Jail for son working on dad's Darling Downs cannabis crop

A DYSFUNCTIONAL father-son relationship no normal person would understand found Kristen Gardner working as cheap labour for his father's multi-million dollar marijuana crop.

Despite escaping the clutches of his controlling father to travel overseas, the Lismore man returned to work with his sister and brother on Inglewood property "Kinvarra" in the southern Darling Downs.

That decision was one of the main factors that led to Justice David Boddice jailing Gardner on Thursday for five years after he pleaded guilty to producing the drug in 2005 and 2008.

He told Gardner he could have chosen not to return - unlike the young stepchildren of his father, Michael Bennett Gardner Snr.

Justice Boddice described in the Brisbane Supreme Court how Gardner's first stint on the property was "sporadic" but "significant".

Defence barrister James Godbolt argued his client had only returned to make a documentary about marijuana production.

But the court heard Gardner taught his father's stepchildren how to weed and cultivate marijuana.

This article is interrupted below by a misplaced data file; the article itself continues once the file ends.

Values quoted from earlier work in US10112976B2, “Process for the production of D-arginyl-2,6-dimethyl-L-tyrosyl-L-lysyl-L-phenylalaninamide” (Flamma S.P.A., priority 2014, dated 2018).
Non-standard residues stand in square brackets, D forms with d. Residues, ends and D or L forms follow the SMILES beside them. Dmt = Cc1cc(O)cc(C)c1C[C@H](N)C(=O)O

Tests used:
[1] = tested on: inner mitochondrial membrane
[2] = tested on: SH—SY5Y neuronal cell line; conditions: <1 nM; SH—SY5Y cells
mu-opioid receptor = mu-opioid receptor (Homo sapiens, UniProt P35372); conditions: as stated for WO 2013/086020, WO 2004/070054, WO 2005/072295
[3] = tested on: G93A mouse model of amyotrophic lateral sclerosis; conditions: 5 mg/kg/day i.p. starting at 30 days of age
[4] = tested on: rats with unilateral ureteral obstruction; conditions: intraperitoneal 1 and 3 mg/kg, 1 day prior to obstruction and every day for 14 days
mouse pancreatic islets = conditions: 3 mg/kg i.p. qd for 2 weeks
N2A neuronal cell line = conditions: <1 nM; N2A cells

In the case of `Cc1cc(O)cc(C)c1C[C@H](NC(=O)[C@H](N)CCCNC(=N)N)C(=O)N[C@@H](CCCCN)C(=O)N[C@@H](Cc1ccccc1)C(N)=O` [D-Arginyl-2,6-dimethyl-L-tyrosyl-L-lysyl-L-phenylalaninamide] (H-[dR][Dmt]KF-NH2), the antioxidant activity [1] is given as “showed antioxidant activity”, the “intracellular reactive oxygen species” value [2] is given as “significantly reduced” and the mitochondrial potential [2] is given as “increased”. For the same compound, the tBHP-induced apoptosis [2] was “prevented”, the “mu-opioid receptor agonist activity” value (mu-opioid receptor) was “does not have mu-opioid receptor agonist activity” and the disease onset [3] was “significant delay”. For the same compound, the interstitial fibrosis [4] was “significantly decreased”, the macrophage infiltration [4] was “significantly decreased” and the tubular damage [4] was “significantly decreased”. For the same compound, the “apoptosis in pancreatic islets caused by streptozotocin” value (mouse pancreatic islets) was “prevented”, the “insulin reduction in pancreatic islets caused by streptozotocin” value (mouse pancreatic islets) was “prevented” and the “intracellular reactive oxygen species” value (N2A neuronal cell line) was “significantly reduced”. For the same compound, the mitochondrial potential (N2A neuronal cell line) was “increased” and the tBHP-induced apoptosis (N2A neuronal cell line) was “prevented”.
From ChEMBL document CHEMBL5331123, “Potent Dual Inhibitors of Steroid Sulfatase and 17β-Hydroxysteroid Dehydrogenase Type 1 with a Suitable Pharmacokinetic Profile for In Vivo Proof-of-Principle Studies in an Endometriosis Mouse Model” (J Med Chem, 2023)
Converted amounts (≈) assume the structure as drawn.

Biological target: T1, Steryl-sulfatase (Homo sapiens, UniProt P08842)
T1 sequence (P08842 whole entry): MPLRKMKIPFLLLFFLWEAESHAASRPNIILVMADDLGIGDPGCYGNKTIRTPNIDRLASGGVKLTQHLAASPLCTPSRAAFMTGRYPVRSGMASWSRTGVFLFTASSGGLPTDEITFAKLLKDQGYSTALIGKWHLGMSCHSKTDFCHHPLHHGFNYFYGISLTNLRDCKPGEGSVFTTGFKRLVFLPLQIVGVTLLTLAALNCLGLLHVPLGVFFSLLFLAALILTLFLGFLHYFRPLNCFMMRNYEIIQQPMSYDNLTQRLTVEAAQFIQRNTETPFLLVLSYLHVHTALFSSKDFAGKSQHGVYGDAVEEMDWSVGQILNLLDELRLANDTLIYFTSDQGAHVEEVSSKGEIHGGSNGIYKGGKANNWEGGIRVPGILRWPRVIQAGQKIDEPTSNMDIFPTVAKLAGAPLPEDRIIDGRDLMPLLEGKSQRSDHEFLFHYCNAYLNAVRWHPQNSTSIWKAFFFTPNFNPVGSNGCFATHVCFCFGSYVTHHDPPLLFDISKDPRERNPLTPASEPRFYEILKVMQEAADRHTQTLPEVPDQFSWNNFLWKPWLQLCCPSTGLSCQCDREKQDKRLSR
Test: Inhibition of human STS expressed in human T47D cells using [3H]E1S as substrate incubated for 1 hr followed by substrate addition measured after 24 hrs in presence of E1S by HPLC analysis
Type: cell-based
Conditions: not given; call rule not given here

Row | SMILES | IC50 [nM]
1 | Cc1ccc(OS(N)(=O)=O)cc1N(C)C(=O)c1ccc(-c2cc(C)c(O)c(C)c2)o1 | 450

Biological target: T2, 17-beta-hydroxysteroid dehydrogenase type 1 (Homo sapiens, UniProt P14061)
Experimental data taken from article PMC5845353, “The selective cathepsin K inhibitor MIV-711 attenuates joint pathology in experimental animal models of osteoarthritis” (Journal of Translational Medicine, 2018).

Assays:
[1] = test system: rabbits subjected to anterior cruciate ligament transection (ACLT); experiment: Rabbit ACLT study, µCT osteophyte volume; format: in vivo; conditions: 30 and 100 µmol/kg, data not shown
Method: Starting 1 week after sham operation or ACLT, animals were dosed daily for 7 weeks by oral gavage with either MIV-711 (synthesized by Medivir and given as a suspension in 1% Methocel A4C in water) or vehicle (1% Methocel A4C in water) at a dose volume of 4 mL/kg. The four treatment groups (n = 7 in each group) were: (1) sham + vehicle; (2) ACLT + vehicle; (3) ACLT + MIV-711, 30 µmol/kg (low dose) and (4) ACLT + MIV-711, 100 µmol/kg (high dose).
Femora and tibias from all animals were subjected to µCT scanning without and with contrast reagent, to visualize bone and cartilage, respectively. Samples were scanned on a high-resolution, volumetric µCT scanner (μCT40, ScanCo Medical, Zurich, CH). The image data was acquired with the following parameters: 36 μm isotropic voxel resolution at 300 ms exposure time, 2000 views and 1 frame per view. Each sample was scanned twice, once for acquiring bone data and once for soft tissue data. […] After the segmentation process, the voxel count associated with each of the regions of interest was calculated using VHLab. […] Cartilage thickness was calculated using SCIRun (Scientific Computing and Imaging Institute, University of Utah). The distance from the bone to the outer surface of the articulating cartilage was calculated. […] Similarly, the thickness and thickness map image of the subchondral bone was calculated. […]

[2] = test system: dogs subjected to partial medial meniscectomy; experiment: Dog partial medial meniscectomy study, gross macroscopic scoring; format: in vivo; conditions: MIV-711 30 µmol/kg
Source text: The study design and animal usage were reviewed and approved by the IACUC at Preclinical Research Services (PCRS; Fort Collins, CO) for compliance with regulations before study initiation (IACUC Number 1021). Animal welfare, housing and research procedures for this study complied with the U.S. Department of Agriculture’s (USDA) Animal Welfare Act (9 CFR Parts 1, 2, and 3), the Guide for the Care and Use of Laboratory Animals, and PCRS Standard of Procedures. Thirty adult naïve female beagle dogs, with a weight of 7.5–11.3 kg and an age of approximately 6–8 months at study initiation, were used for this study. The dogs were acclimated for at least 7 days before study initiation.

Gardner also helped fence off a new crop area, build a second campsite on the property and helped with crop maintenance.

Mr Godbolt said threats from his father's wife Kelly Millard prompted Gardner's return.

He said Millard gave evidence that Gardner did not want to be involved in his father's crop and there was clearly bad blood between the pair.

Gardner Snr is currently serving 13 years' jail for planting the crop - regarded as Australia's largest marijuana crop - which he claimed was to fund a nation-wide media campaign against abortion, likening it to the genocide of Jews.

They would sell some of the product at Nimbin.

Justice Boddice said it was clear Gardner has since changed, with a number of people offering "glowing references".

As the sole provider for his partner and young child, Mr Goldbolt said Gardner wanted to give his child the life his father denied him.

Justice Boddice said it was clear Gardner's father had significant control over not only him, but all of the family.

Describing Gardner's upbringing as "dreadful", he said his father had denied him continuous education and Gardner witnessed significant acts of violence against his mother.

Gardener will be eligible to apply for parole on November 23, 2015.


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